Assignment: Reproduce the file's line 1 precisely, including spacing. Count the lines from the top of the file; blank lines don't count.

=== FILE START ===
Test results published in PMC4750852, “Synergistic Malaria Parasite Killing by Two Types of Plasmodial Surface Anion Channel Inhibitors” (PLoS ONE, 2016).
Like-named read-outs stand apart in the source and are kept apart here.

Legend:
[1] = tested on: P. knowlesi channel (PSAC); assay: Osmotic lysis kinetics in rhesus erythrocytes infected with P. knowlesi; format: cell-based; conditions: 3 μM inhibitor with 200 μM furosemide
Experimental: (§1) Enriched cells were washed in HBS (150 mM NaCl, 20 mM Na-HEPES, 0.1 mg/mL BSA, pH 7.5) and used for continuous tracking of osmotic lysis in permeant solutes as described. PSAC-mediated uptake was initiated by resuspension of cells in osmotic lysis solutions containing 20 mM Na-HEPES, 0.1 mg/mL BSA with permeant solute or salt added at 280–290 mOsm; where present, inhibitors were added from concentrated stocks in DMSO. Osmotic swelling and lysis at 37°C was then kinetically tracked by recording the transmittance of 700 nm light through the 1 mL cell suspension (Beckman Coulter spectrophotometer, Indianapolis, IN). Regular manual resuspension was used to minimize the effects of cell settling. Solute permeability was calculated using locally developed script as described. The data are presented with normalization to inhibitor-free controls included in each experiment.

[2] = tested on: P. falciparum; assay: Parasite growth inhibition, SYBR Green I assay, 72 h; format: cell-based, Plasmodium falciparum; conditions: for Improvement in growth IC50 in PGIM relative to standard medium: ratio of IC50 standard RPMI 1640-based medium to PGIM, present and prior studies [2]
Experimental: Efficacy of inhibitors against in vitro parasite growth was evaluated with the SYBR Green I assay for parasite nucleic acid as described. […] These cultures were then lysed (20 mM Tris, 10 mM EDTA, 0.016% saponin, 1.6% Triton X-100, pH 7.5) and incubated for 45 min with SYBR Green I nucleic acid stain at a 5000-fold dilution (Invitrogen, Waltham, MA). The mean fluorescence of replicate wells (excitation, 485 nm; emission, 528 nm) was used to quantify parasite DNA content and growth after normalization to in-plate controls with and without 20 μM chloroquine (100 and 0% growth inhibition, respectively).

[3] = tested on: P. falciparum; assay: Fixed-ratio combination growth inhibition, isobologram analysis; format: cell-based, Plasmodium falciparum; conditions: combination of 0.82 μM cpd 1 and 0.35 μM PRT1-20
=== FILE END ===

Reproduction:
Test results published in PMC4750852, “Synergistic Malaria Parasite Killing by Two Types of Plasmodial Surface Anion Channel Inhibitors” (PLoS ONE, 2016).